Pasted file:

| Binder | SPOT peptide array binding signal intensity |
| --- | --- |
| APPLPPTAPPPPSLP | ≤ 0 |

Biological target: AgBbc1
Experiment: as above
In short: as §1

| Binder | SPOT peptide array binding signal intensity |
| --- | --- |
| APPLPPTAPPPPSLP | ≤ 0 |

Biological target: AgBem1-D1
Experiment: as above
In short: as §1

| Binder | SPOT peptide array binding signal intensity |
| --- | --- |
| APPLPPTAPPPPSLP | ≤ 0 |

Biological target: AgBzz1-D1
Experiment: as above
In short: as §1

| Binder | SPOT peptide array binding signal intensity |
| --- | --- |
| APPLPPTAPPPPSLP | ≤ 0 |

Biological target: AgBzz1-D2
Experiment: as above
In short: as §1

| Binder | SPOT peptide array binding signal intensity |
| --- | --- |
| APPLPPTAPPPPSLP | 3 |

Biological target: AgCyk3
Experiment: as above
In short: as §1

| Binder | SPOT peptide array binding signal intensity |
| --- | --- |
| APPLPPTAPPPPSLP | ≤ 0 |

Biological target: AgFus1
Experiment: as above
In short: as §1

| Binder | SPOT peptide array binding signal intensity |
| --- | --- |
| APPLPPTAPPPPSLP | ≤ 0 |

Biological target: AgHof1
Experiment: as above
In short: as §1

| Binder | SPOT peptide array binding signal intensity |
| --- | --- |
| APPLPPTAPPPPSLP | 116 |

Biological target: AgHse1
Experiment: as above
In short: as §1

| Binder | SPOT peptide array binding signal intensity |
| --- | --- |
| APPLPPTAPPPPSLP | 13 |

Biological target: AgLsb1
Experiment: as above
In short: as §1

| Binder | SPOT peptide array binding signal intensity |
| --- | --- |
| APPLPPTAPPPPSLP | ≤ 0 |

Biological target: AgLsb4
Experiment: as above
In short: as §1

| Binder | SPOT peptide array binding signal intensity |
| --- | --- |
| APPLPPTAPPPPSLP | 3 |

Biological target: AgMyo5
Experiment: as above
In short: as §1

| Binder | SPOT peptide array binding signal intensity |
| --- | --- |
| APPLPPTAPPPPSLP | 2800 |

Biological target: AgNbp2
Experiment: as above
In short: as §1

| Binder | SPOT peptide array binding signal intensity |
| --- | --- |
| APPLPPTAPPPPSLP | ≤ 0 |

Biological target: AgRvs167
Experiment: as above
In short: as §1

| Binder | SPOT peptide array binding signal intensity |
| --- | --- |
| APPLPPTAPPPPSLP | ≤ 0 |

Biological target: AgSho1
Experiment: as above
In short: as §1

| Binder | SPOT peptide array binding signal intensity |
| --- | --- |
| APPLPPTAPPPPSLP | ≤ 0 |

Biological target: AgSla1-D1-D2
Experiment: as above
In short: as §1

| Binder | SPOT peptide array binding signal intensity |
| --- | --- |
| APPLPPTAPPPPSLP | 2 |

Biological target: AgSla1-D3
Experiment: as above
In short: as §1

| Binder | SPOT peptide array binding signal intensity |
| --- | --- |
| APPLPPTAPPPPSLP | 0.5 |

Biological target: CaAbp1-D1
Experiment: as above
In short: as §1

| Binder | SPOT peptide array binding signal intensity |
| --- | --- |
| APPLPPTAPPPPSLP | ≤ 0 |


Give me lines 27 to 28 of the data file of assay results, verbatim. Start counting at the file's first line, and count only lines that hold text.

| APPLPPTAPPPPSLP | 3 |

Biological target: AgCyk3